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My father, the Soprano: How the series became a father-son experience

Not only could we dive headlong into the lives of the characters in David Chase’s immortal series, we could compare notes on the way down

‘The Sopranos’ is where television became an art form
‘The Sopranos’ is where television became an art form

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I never had a drink with my father. We were that sort of family where stuff like this was kept surreptitious—I grew up watching Baba elaborately snaffle cigarettes somewhere behind my grandmother’s back—and therefore it felt normal for me to lie that I never drank, and for my parents to (only too willingly) take my word for it. This idea of skirting the inappropriate was also applied to television, of course, with the channel promptly and mercilessly being changed any time Remington Steele would kiss a girl too hard. In pre-cable TV times, with no other channels to flick to, the box was simply turned off.

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Two summers ago, this changed. My mother died one March morning and the pandemic left us nowhere to go. Literally. This is when Baba and I started watching The Sopranos, streaming in India on Disney+ Hotstar. I had always wanted to revisit that magnificent show and I wanted to see what my father—who once directed documentaries and who had schooled me in Satyajit Ray and Sergei Eisenstein—would think of that most cinematic of shows (I also wondered if I could finally sit alongside Baba as an adult and watch a profound drama where most conversations take place inside a strip-club).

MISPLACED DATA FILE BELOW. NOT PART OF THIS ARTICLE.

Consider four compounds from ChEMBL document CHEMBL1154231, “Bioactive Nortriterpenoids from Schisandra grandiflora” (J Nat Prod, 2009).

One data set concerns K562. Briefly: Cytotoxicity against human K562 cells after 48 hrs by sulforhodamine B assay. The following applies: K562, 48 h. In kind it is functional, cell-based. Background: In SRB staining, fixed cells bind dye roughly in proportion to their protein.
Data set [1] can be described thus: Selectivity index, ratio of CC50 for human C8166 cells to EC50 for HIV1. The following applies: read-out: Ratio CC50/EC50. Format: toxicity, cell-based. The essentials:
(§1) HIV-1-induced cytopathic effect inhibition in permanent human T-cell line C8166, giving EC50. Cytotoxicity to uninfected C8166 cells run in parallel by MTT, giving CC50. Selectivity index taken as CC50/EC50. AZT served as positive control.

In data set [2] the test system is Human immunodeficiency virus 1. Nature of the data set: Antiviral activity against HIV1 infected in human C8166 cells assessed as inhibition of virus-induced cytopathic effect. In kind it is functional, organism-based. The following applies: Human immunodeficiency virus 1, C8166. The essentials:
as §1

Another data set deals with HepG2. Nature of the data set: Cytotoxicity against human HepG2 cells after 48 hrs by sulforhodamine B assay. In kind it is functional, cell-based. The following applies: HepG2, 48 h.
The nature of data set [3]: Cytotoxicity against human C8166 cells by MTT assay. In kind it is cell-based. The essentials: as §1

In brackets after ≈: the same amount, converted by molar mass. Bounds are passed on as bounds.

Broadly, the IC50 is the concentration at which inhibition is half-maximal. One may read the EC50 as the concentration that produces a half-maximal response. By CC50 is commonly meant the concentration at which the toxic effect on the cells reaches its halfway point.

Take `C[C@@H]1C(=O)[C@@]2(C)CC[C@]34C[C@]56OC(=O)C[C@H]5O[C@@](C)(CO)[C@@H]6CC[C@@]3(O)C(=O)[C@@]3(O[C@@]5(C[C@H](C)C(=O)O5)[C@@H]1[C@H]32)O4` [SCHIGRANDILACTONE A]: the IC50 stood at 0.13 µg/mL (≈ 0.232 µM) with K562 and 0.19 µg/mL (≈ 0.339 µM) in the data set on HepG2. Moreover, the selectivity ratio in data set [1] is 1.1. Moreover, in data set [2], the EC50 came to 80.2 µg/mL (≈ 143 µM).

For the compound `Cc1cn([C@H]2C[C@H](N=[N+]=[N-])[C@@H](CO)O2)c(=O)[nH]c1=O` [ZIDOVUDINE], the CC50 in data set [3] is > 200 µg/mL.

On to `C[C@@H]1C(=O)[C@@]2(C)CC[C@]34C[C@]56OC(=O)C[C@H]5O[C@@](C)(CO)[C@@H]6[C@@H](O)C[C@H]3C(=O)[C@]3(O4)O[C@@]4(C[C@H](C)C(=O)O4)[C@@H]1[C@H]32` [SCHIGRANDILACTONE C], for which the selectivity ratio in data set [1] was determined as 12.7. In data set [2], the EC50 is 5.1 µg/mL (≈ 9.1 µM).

In one hour, it was clear we were on to something special. In the monumental first episode, we meet mafia-man Tony Soprano, who calls himself a “waste management consultant” and visits a psychiatrist following an anxiety attack and a decidedly off-kilter attachment to some ducks in his swimming pool. Not only could we dive headlong into the sordid and surprisingly sentimental lives of the characters in David Chase’s immortal series, we could compare notes on the way down, discussing motivations and moral conundrums, figuring out our own affected lives while studying these low-lifes we soon loved. In my experience, grief demands literature. And here we were, reading HBO’s War And Peace.

Is The Sopranos the greatest drama series in television history?


Quite simply, this is the show where television became an art form—arguably a richer, more transcendent art form than cinema. Rewatching a show you love with someone you love is special because you are reacting to how they will react to what you once reacted to—while revelling in the show itself. It’s like reading a beloved book out loud. The Sopranos is the sort of novel that gives you so much to love, so much to marvel at, so much to learn and draw from. All that has aged weakly is the opening credit sequence, which feels oddly unremarkable, a scratched plastic dust-jacket holding a book full of wondrous sentences.